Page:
¿Existe un patrón de diseño común para una clase principal que llama a varias de sus clases secundarias?

For example, I have several different merchant clients who I handle transactions for. They want different metrics for determining fraud, many of which are common. I'd like to have something to the effect of:

class Fraud
{

}

class InvalidCheckFraud extends Fraud
{

}

class NotAMemberFRaud extends Fraud
{

}

class CustomerLooksFunnyFraud extends Fraud
{

}

etc ...

I'd like to just be able to run zero to many extended Fraud classes using a command like:

$fraudCheck = new Fraud();
$fraudCheck->checkMerchant($merchId);

I don't mind solving this in a completely home grown fashion, but if it's already been figured out, I'd like to go that route.

I'm coding in PHP, but am fine with a reference using any other language.

preguntado el 08 de noviembre de 11 a las 18:11

2 Respuestas

Looks like you're looking for something like the Patrón de estrategia.

You should define an interface for your Fraud classes that accept a $merchId:

interface Fraud {
    public function check($merchId);
}

Then implement each subclass:

class InvalidCheckFraud implements Fraud {
    public function check($merchId) {
        // do something and return
        return true;
    }
}

class NotAMemberFraud implements Fraud
{
    public function check($merchId) {
        // do something and return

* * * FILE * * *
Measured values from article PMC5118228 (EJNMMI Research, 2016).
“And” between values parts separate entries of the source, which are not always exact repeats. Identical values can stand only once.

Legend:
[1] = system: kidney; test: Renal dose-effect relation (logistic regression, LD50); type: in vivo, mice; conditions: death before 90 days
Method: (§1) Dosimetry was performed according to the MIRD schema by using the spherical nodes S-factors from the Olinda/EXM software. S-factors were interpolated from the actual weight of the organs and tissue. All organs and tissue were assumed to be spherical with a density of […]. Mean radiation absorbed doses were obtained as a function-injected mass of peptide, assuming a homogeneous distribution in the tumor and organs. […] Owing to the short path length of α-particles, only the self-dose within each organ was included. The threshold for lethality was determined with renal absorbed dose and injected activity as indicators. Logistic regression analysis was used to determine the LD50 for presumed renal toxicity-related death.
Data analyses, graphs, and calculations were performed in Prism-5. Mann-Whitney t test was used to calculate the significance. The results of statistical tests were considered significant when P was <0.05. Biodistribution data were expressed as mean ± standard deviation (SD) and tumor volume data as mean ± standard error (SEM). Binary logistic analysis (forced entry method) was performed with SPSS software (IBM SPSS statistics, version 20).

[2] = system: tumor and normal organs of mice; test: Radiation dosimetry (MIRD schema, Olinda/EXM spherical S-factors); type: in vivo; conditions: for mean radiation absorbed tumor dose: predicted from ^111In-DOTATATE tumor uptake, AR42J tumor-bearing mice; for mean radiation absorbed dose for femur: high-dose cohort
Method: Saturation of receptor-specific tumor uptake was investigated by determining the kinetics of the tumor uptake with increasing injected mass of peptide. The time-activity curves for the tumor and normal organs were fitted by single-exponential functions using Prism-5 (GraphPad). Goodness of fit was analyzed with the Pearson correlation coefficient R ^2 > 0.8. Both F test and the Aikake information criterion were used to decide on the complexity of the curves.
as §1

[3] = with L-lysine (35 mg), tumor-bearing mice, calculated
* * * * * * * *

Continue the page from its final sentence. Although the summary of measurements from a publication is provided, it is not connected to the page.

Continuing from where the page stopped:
return false;
    }
}

Then, create a context class that checks for each one:

class FraudContext implements Fraud {
    protected $_frauds = array();    

    public function addFraud(Fraud $fraud) {
        $this->_frauds[] = $fraud;
    }

    public function check($merchId) {
        foreach ($this->_frauds as $fraud) {
            if (!$fraud->check($merchId)) {
                throw new LogicException(
                  "{$merchId} has failed the check for ".get_class($fraud)
                );
            }
        }
        return true;
    }
}

$merchId = 42;
$context = new FraudContext;
$context->addFraud(new InvalidCheckFraud);
$context->addFraud(new NotAMemberFRaud);
$context->check($merchId);

respondido 08 nov., 11:23

Thanks, that FraudContext method is kind of what I was looking for, I've found a pattern called the Chain-of-responsibility pattern, I think a combination of this and your answer is what I'm looking for. - Parris Varney

@PMV: Yes, exactly. My example is actually a combination of Strategy and C-o-R patterns. C-o-R can actually be considered an implementation of Strategy. - netcoder

Your Fraud class should be called FraudChecker or something similar and have a list of Fraud subclasses that it can check, or classes implementing some interface. You then just loop over each check.

respondido 08 nov., 11:22

Autocorrection? But I like the fact that a class can have sunglasses :) editar: you cannot hide it from me ;) - Felix Kling

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